AP Honda Racing’s Somkiat Chantra stepped up to a mighty challenge in the PTT Thailand Grand Prix and showed his class in an epic Moto3 battle today, coming through from a lowly position on the starting grid to finish ninth and in touch with the group battling for the podium. Although crowd numbers and other metrics from this weekend have yet to be released, this has undoubtedly been the biggest ever sporting event held in Thailand, which is something to be kept in mind when assessing the achievements of the four home competitors.
The intensity of a Moto3 Grand Prix is beyond the imagination of most racers. Young, elite riders, who have been groomed almost from the womb and then conditioned in the savagely competitive national series of Spain and Italy fight to and sometimes beyond the limits to gain any advantage they can. To succeed in Spain’s CEV or Italy’s CIV championships you need more than the gift of natural speed; you need swagger that will give you the extra few hundredths of a second that will pull you to the chequered flag first and crush the spirits of your rivals.
All three Thai riders in today’s Moto3 race came late to Europe’s competitive cauldrons, but have grown as athletes as a result of their exposure to the extent that they can carry themselves with pride anywhere in the world.
In the blazing spotlight of today’s race, it was Somkiat who put together the most convincing race. Starting from 24th on the grid, after being clattered out of a fast late Qualifying lap by Lorenzo Dalla Porter, the 2* year-old moved progressively forward, putting some of the class’s biggest names behind him and benefitting from the mistakes of others to put himself in touch with the leading group and cross the line ninth, just 1.643 seconds behind race winner, Fabio di Giannantonio. The first 10 finishers were separated by just 1.8 seconds.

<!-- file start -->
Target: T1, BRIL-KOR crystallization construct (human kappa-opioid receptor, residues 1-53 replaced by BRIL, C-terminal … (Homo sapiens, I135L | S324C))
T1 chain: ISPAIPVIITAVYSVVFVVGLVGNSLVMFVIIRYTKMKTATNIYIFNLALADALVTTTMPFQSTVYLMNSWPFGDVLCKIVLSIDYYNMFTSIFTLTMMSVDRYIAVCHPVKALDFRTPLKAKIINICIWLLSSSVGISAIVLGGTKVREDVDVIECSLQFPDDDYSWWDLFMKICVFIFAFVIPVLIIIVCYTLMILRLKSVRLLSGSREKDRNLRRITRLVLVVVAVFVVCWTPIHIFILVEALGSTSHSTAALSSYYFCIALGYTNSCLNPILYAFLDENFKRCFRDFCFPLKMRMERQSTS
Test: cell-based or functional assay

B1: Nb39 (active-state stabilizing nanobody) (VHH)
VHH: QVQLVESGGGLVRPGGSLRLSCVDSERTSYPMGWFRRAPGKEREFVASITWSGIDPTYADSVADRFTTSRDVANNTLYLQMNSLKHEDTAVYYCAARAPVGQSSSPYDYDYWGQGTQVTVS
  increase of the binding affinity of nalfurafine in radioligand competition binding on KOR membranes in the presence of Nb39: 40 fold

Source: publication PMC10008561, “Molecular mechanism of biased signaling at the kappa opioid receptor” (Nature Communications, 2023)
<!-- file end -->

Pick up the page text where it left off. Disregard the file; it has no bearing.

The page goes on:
VR46 Master Camp’s Apiwat Wongthananon was the best of the Thai qualifiers, earning himself the 15th slot on the 30-bike grid. The former ARRC AP250 Champion, now in his second season in the Repsol CEV Junior World Championship, started well, moving up to ninth place in the early laps, but then slipping back to 19th, before the attrition ahead of him promoted him to 16th at the end.
Nakarin Atiratphuvapat, Honda Team Asia’s regular Thai rider, started from 23rd position and pushed himself up to 18th by lap 5 before a crash dropped him out of contention. He remounted, but crashed a second time and retired.
Moto2 wildcard, Thitipong Warakorn put in a strong performance on the SAG Team Kalex. Despite starting from 26th on the grid, he moved progressively through the regular competition to beat his team-mate, Jules Danilo, and Edgar Pons, among others, to take 18th spot, 38 seconds behind the winner Francesco Bagnaia, who led a 1-2 for Valentino Rossi’s Sky Racing Team VR46 after a thrilling battle with Miguel Oliveira, who took third position.